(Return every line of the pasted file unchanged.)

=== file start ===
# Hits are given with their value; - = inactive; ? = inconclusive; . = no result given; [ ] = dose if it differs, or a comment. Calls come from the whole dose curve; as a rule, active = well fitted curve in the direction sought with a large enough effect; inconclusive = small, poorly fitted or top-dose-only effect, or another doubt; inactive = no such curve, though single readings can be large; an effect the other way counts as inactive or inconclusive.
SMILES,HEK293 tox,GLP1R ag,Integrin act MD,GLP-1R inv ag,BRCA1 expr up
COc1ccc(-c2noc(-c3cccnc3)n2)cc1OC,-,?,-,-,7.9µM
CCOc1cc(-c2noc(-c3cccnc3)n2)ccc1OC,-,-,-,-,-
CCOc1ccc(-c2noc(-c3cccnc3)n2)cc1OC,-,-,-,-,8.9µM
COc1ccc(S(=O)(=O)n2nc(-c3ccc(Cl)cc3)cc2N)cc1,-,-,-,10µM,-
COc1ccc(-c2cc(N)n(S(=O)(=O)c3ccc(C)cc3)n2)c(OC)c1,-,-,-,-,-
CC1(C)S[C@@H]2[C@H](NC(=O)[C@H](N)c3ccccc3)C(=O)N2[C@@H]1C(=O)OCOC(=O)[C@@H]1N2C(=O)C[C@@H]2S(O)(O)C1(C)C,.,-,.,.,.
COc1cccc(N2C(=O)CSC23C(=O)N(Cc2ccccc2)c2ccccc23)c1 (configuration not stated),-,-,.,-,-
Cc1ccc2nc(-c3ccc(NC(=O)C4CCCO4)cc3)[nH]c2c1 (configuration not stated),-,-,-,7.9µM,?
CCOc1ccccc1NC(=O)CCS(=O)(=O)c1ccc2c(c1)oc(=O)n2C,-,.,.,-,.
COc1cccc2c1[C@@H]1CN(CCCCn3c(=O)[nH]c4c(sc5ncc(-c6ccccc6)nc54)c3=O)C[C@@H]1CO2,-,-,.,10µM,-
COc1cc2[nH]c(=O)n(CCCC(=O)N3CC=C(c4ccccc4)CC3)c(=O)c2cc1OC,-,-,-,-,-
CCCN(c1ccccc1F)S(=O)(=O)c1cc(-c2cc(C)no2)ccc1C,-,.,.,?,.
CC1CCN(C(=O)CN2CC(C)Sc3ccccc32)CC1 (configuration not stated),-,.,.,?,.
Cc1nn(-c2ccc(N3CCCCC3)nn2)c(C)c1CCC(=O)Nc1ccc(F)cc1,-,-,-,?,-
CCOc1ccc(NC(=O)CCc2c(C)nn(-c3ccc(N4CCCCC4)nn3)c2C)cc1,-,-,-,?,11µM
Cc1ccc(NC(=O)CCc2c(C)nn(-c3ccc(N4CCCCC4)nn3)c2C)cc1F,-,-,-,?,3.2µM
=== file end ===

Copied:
# Hits are given with their value; - = inactive; ? = inconclusive; . = no result given; [ ] = dose if it differs, or a comment. Calls come from the whole dose curve; as a rule, active = well fitted curve in the direction sought with a large enough effect; inconclusive = small, poorly fitted or top-dose-only effect, or another doubt; inactive = no such curve, though single readings can be large; an effect the other way counts as inactive or inconclusive.
SMILES,HEK293 tox,GLP1R ag,Integrin act MD,GLP-1R inv ag,BRCA1 expr up
COc1ccc(-c2noc(-c3cccnc3)n2)cc1OC,-,?,-,-,7.9µM
CCOc1cc(-c2noc(-c3cccnc3)n2)ccc1OC,-,-,-,-,-
CCOc1ccc(-c2noc(-c3cccnc3)n2)cc1OC,-,-,-,-,8.9µM
COc1ccc(S(=O)(=O)n2nc(-c3ccc(Cl)cc3)cc2N)cc1,-,-,-,10µM,-
COc1ccc(-c2cc(N)n(S(=O)(=O)c3ccc(C)cc3)n2)c(OC)c1,-,-,-,-,-
CC1(C)S[C@@H]2[C@H](NC(=O)[C@H](N)c3ccccc3)C(=O)N2[C@@H]1C(=O)OCOC(=O)[C@@H]1N2C(=O)C[C@@H]2S(O)(O)C1(C)C,.,-,.,.,.
COc1cccc(N2C(=O)CSC23C(=O)N(Cc2ccccc2)c2ccccc23)c1 (configuration not stated),-,-,.,-,-
Cc1ccc2nc(-c3ccc(NC(=O)C4CCCO4)cc3)[nH]c2c1 (configuration not stated),-,-,-,7.9µM,?
CCOc1ccccc1NC(=O)CCS(=O)(=O)c1ccc2c(c1)oc(=O)n2C,-,.,.,-,.
COc1cccc2c1[C@@H]1CN(CCCCn3c(=O)[nH]c4c(sc5ncc(-c6ccccc6)nc54)c3=O)C[C@@H]1CO2,-,-,.,10µM,-
COc1cc2[nH]c(=O)n(CCCC(=O)N3CC=C(c4ccccc4)CC3)c(=O)c2cc1OC,-,-,-,-,-
CCCN(c1ccccc1F)S(=O)(=O)c1cc(-c2cc(C)no2)ccc1C,-,.,.,?,.
CC1CCN(C(=O)CN2CC(C)Sc3ccccc32)CC1 (configuration not stated),-,.,.,?,.
Cc1nn(-c2ccc(N3CCCCC3)nn2)c(C)c1CCC(=O)Nc1ccc(F)cc1,-,-,-,?,-
CCOc1ccc(NC(=O)CCc2c(C)nn(-c3ccc(N4CCCCC4)nn3)c2C)cc1,-,-,-,?,11µM
Cc1ccc(NC(=O)CCc2c(C)nn(-c3ccc(N4CCCCC4)nn3)c2C)cc1F,-,-,-,?,3.2µM